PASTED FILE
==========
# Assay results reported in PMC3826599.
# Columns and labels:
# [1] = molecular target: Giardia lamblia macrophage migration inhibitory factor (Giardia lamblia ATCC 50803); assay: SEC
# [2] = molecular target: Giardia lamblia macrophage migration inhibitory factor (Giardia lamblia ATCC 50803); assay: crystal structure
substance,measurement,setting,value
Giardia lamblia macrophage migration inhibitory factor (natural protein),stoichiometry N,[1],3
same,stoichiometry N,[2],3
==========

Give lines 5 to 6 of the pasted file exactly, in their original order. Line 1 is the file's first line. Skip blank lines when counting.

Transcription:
substance,measurement,setting,value
Giardia lamblia macrophage migration inhibitory factor (natural protein),stoichiometry N,[1],3